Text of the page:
For starters, I urge every White Nationalist to read National Populism: The Revolt Against Liberal Democracy by Roger Eatwell and Matthew Goodwin,[1] [6] two British political scientists specializing in populism and political extremism.

Eatwell and Goodwin are evidently men of the Left, but they do not seem to be liberals or globalists. Indeed, they relish demolishing liberal and globalist illusions about National Populism, arguing that it cannot be dismissed as mere fascism or racism; nor can it be dismissed as simply a flash in the pan, the product of ephemeral events like the 2008 recession or the migrant crisis; nor is it the last hurrah of “old white males” who will soon die off and be replaced by tolerant millennials; nor, finally, is it merely the product of charismatic politicians.

Instead, Eatwell and Goodwin argue that National Populism is the product of deep social and political trends which they call the four Ds: Distrust, Destruction, Deprivation, and De-Alignment. Distrust refers to the breakdown of popular trust in political elites. Destruction primarily means destruction of identity, i.e., the destruction of peoples and cultures by immigration and multiculturalism. National Populism is, therefore, a form of white identity politics. Deprivation means the erosion of First World middle-class and working-class living standards due to globalization and neoliberalism. De-Alignment is the breakdown of voter identification with dominant political parties.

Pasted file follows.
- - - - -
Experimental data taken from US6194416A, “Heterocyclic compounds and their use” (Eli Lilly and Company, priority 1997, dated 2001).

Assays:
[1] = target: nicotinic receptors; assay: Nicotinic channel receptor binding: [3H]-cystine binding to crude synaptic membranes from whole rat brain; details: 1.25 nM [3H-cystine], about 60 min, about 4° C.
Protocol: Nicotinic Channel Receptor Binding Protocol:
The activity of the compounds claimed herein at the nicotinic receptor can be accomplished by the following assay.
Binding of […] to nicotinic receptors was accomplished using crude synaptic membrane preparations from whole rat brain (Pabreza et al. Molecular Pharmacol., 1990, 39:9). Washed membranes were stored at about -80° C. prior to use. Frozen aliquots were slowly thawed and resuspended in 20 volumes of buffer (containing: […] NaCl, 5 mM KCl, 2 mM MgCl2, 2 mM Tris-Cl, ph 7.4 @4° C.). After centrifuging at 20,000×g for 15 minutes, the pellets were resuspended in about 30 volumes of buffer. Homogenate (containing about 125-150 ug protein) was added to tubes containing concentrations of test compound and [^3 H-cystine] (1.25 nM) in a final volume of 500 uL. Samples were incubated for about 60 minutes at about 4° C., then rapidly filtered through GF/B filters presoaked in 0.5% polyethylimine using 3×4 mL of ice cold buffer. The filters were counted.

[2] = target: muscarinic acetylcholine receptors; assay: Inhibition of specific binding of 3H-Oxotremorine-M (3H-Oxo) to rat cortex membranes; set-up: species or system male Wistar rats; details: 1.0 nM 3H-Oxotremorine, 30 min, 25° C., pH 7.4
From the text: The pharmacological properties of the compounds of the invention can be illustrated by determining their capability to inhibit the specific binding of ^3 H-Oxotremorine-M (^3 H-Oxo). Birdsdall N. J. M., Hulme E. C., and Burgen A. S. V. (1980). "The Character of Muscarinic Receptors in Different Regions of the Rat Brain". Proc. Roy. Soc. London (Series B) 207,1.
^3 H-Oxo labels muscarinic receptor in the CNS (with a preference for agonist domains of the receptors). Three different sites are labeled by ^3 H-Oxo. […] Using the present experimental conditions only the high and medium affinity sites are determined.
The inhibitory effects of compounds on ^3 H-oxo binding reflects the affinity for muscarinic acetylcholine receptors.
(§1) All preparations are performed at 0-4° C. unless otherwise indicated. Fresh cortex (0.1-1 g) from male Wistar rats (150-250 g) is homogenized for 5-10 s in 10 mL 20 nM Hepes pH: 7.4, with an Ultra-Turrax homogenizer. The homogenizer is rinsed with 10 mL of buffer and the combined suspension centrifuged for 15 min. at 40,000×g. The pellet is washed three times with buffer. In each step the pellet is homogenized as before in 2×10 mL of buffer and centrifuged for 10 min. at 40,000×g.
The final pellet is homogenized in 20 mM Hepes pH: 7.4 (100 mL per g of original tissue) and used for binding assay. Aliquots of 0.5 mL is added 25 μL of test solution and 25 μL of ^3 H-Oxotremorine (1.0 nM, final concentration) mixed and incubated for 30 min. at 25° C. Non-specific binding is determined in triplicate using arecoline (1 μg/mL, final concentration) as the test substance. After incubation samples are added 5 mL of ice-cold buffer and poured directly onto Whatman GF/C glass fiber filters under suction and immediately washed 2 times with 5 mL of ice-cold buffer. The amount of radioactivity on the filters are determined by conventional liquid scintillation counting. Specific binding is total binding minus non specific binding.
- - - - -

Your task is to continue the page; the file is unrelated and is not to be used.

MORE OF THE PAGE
Eatwell and Goodwin marshal impressive empirical studies that indicate that these trends are pervasive in white countries. These trends are deep-seated rather than ephemeral. Not only are they going to continue on into the future, they are likely to grow stronger before they abate. Thus, National Populism is here to stay. National Populism is the wave of the future, not just a ripple in the news cycle, hence the great wave on the cover of their book. Eatwell and Goodwin are so confident of this that in their final chapter, “Towards Post-Populism,” the only post-populist scenario they can imagine is the political establishment adopting National Populist policies. In other words, they think National Populism will likely become the hegemonic political outlook. This is an astonishing concession, since it means that the hegemony of globalism is drawing to a close.

I find this analysis deeply encouraging, and it puts to rest a fear that has been gnawing at me for the last two years. I believe that nothing less than White Nationalism can save our race, thus the success of our movement is the supreme moral imperative. Whites are in a state of emergency. This is serious. This is urgent. Thus in 2015 and 2016, I was thrilled to see forces in the broader political realm aligning with White Nationalist ideas and goals, specifically Brexit and the Trump phenomenon.